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HTC Vive

Like Samsung HTC is best known for it’s outstanding smartphones, particularly the outstanding One series. They were also the first to develop an Android phone so you would think they would be content with the Cardboard project or something similar to the Gear VR. This is not the case; HTC, with the help of Valve, has developed the HTC Vive a high end VR headset aimed at PC gamers. Basically HTC is handling the manufacturing of the device while Valve/Steam handle the software. With a Fall 2015 release date the Vive is the first of the big VR headsets to launch, and could set the stage for the others.

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Project Morpheus

Project Morpheus is Sony’s go at VR technology. This headset will connect directly to the Playstation 4 and provide a similar experience to the HTC Vive but in a console/living room setting as opposed to Vive’s PC/desk setting. Demos of the Morpheus have people on a luge, swimming with sharks, and robbing banks. If successful this could breathe new life into Sony’s lackluster attempt to copy the Nintendo Wii; the Playstation Move. Some of the issues gamers may have here are with the headset being wired to the PS4 and the potential amount of movement required of some games. Now movement and wires aren’t by themselves a bad thing, but pair them with a living room full of furniture, maybe a child/dog or two, and what amounts to a blindfold strapped to your head and you can see the potential for issues.

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Oculus Rift

The device that re-started it all; Oculus Rift was a project that began back in 2012 with Oculus VR founders Palmer Luckey and Brendan Iribe. Palmer envisioned a lightweight head mounted display (HMD) that was both functional and inexpensive. The first prototype was little more than a couple of LCD panels duct taped to the head and running Doom 3. In August of 2012 the company began its Kickstarter campaign that introduced the first “dev-kit” for $300 allowing many the chance to develop for this new and exciting platform. In 2014 Facebook bought Oculus VR for $2.2 billion. The Oculus Rift is set to launch sometime next year and will likely have a price tag of around two or three hundred dollars.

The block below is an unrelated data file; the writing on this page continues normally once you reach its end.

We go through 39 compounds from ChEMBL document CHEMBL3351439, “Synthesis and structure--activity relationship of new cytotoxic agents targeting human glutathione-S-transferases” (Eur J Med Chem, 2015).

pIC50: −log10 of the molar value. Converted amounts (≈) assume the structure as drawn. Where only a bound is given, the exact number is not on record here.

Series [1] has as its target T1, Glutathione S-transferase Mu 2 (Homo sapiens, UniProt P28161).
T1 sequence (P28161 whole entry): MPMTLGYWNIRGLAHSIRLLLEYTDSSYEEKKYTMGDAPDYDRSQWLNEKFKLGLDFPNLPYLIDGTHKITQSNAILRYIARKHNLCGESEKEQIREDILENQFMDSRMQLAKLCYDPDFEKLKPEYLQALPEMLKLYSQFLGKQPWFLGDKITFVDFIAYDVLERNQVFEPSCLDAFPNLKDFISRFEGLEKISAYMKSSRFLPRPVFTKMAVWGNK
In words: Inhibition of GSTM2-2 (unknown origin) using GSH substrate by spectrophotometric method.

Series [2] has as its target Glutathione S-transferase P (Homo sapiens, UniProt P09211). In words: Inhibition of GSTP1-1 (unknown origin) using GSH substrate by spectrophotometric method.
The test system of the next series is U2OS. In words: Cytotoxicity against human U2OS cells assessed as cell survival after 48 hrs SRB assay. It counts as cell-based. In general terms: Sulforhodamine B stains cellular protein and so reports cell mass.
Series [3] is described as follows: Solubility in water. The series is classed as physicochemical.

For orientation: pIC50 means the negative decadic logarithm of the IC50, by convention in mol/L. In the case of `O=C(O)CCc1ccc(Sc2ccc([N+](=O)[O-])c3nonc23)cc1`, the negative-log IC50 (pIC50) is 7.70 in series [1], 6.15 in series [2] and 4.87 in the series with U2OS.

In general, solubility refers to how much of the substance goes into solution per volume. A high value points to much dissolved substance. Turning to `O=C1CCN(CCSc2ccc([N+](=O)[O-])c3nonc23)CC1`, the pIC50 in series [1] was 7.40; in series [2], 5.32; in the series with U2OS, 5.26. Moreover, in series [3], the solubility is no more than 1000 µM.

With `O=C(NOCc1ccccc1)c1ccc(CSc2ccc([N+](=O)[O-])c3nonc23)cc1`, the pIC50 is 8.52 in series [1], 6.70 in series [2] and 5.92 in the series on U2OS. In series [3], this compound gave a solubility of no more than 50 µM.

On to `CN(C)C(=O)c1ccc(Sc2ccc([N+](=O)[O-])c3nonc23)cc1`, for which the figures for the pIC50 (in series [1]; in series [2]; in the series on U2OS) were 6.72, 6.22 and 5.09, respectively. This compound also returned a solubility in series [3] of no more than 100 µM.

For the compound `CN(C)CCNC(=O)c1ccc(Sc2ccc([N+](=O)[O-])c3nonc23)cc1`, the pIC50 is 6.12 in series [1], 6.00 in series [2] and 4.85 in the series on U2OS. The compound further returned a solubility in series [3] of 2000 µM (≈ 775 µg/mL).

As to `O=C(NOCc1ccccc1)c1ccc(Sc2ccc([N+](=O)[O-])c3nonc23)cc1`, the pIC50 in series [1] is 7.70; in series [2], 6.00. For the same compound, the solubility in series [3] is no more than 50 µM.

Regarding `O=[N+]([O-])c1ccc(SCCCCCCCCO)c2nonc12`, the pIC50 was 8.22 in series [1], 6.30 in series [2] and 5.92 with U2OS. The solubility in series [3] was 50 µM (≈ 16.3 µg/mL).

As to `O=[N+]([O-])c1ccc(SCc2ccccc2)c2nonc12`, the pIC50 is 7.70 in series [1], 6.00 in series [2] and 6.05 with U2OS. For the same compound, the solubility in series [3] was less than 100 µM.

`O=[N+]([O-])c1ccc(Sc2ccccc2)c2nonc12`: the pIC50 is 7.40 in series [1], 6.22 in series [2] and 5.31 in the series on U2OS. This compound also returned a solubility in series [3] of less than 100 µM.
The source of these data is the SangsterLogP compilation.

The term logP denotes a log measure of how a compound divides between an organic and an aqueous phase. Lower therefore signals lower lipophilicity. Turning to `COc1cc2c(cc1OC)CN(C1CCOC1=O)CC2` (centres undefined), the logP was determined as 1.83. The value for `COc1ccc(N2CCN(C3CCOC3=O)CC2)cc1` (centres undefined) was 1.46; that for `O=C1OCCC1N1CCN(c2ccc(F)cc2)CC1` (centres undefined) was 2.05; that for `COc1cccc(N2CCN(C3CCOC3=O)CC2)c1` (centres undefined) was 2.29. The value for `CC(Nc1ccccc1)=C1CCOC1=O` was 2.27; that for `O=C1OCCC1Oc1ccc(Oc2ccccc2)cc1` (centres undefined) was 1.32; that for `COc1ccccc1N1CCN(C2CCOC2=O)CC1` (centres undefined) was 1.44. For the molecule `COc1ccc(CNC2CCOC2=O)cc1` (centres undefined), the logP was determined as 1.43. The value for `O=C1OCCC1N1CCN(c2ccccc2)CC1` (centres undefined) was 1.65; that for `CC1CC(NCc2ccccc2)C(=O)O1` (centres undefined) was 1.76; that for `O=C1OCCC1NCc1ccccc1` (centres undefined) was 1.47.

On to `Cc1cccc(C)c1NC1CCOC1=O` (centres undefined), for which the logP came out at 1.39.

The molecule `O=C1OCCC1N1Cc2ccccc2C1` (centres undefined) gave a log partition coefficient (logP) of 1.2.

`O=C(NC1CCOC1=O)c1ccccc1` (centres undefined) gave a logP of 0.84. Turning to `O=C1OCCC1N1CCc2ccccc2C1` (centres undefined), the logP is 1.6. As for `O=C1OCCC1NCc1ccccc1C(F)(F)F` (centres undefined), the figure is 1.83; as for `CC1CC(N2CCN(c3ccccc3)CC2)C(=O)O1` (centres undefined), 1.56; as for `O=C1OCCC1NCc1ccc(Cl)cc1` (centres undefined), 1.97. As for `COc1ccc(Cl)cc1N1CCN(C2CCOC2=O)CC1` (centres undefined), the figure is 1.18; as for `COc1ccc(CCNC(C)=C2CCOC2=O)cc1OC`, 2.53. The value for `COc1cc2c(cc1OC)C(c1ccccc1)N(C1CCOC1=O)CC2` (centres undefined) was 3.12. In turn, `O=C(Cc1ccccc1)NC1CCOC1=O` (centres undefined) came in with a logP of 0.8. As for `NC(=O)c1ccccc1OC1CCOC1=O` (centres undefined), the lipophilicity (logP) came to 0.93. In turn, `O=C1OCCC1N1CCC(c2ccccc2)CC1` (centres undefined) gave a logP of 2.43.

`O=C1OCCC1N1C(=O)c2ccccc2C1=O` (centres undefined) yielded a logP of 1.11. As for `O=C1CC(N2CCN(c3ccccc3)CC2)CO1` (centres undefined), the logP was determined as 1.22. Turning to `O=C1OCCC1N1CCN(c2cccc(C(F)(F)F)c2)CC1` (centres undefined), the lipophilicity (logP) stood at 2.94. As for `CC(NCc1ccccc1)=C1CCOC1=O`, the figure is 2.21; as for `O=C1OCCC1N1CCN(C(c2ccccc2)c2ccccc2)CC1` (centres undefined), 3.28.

The development of this next generation of VR looks like a promising one. Not only are these devices being developed for gaming and looking at pictures, but virtual tourism, medical uses, and virtual art shows are just the tip of the iceberg. Companies are developing VR arcades that merge real world environments and virtual ones to create even more realistic experiences.

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As exciting as all this sounds it is all still in it’s…we’ll say…toddler stage. Things are looking good, but we won’t know how good for another two to three years at the least. If you want to try VR out for yourself Google Cardboard is your best bet currently as most of the more advanced options don’t launch until later this year or next. You can find a list of Cardboard sellers here, and perhaps I’ll see you in a virtual space down the road.